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  Tags: Accent | English
 Language Learning Forum : Lessons in Polyglottery Post Reply
29 messages over 4 pages: 13 4  Next >>
Sennin
Senior Member
Bulgaria
Joined 5881 days ago

1457 posts - 1759 votes 
5 sounds

 
 Message 9 of 29
07 May 2009 at 3:48am | IP Logged 
Sgt.Pepper wrote:
I’ve been growing more self-conscious over my accent. I find it very unpleasant. I
absolutely hate hearing recordings of my voice in English. It makes me think “oh god…
is that what I sound like???” What amazes me every single time I record my voice is
that I absolutely cannot hear my accent as I speak.


I was in a state of shock 2 years ago when I recorded my voice for the first time ;). At that time I was revising for the CPE exam and it made me really pessimistic about my prospects of passing it. In the end, the exam results were quite satisfactory but I made a commitment to obtain a more genuine accent.

My advise is not to be too negative about it. There are at least two strong points to your current situation:

- You are aware of the problem. This by tiself is an important first step. I know a lot of people who prefer to live in blissful ignorance.

- You are already native-like with regard to grammar and vocabulary and therefore it is possible to focus exclusively on the phonethical aspect.

There is also one problem:

- You have some bad habits you will have to unlearn.

I firmly believe it is possible to be native-like or nearly so, regardless of your age or "bad habits". However, it will take a lot of listening, a lot of repeating and recording of yourself and iterating it all over again. In my view, the defining factor is your stubbornness more than anything else.

Good luck.

p.s. You should definitely go for an American accent if you live in the US.

Edited by Sennin on 07 May 2009 at 4:09am

1 person has voted this message useful



be2lewis
Newbie
United States
Joined 5670 days ago

12 posts - 12 votes
Speaks: English*
Studies: Mandarin

 
 Message 10 of 29
19 May 2009 at 8:42am | IP Logged 
Sgt. Pepper,

The English I heard you speak is grammatically perfect and your slight accent is really very charming. However, if you must have a "perfect" accent, there are ESL (or whichever acronym you want to use) texts that list specific challenges for English learners by native language. For example, When speaking English, many native Spanish speakers tend to pronounce "ch" where "sh" would be the sound a native English speaker would use.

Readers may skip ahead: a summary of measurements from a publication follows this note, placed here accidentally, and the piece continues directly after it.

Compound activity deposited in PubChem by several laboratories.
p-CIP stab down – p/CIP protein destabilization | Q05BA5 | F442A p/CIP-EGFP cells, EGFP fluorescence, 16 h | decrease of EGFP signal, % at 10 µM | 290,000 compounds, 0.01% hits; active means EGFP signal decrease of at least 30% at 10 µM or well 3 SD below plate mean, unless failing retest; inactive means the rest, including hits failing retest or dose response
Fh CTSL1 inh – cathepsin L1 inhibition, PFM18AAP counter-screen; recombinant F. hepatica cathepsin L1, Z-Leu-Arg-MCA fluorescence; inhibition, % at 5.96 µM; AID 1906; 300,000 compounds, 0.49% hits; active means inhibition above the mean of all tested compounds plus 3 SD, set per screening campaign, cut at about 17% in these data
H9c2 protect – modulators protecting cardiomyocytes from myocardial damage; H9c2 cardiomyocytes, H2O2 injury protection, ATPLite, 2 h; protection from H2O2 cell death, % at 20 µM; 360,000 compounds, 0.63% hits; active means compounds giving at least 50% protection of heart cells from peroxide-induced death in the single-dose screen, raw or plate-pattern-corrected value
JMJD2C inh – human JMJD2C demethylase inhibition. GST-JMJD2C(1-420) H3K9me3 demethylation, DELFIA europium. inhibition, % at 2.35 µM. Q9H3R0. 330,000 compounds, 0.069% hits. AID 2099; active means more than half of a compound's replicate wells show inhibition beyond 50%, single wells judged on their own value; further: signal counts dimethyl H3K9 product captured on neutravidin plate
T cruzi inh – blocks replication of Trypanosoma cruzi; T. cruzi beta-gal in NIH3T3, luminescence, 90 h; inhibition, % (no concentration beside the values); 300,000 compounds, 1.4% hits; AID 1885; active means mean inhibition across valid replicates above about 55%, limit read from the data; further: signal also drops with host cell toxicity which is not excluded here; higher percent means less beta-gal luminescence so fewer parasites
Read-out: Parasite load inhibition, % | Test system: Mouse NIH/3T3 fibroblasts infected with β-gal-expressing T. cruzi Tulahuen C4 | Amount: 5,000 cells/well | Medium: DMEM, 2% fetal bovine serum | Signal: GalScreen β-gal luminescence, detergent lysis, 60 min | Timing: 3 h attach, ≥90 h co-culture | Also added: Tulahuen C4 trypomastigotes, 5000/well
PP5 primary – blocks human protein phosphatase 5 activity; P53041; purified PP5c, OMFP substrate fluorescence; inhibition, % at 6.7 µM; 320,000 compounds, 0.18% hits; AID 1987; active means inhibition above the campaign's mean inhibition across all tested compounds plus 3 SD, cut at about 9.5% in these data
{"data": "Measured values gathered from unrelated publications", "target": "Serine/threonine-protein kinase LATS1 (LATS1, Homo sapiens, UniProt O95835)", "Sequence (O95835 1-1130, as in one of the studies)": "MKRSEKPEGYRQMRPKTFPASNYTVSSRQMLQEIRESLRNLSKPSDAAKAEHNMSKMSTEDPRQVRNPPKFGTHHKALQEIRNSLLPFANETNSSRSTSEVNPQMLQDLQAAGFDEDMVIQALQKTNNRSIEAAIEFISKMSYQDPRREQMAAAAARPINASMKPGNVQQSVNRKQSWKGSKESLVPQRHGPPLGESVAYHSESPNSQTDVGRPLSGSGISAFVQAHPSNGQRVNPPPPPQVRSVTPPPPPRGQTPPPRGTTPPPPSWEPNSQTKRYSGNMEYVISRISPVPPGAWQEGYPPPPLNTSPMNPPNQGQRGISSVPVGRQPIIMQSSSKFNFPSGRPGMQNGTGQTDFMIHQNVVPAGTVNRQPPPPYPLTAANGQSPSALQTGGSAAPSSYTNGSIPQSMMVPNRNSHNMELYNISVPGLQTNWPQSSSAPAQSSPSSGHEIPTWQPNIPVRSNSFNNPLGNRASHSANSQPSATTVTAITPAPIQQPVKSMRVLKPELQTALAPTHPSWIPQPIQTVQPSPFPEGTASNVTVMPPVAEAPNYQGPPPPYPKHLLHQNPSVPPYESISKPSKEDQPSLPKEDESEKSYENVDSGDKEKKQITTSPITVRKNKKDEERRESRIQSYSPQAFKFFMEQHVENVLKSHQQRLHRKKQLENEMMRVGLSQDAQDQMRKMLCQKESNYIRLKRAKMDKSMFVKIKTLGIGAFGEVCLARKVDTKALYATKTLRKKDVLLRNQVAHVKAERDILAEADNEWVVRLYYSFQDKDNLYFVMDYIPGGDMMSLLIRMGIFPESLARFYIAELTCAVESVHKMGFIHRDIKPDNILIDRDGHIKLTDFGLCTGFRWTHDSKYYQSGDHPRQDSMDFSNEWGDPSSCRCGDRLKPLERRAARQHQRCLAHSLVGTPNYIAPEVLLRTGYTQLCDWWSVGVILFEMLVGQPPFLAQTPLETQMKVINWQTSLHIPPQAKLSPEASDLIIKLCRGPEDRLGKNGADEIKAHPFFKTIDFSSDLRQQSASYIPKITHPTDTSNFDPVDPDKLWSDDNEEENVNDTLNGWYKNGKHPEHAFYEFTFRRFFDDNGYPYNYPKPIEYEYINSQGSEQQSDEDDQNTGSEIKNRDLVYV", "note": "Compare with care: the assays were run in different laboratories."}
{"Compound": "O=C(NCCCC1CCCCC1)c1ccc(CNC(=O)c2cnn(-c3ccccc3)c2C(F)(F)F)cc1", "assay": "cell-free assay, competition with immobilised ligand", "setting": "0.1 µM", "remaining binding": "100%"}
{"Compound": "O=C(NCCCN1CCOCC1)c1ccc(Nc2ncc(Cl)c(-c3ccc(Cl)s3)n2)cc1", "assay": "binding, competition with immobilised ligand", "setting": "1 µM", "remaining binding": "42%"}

I know there would be information like that written for Polish speakers learning English. If you can get a hold of a list like that it would most likely give you the precise sounds that are keeping you from having an accent free command of English. You sound great to me but if you want to know the exact the tongue placement etc. that is keeping you from having perfectly native sounding English, a guide like that would be a step by step answer. But really, imo, you sound just fine.

Best wishes,
be2lewis

Let me know if you are really interested in working on this. If you can't locate the guide for Polish speakers, I can help you. I am an English teacher and would be more than happy to assist you if I can. Also, I hav been told the West coast speech patterns in the US are said to be the most representative of a "standard" pronunciation. Oregon, Washington etc. are said to have the least "accented" American English vernacular. I don't know as this is true but it has been taught as such in colleges. If you hear a native Oregonian, he/she is most likely to sound (accent wise) like your typical news broadcaster.

Good luck and if you need help let me know.
1 person has voted this message useful



rNajera
Triglot
Groupie
Canada
rafaelnajera.com
Joined 5984 days ago

45 posts - 60 votes 
Speaks: Spanish*, EnglishC2, French
Studies: Latin, German, Korean

 
 Message 11 of 29
26 May 2009 at 12:47pm | IP Logged 
Sgt. Pepper:

Your recording has made me aware once more of how bad my own English pronunciation is. If I had your accent I would be really confident when I communicate in English. If I didn't know beforehand that you were a native Polish speaker, I would have at most guessed that you were European, but most likely I would have said that you were a native English speaker trying to sound a little "fancy" :) (Well, perhaps the 'th' sounds non-native, but if you were speaking faster I'd never notice it)

The first time I listened to a recording of myself speaking English I found it hard to believe that I spoke that way. It was unbearable even for myself: most of my vowel sounds were wrong, I never pronounced the voiced 's', the intonation was awful, etc. Then I recorded myself speaking Spanish, my mother language, and it was as bad as the English one. I truncated words, spoke too fast, mumbled sounds. It was really really awful and I wondered if speakers from other parts of Latin America or Spain would actually understand me.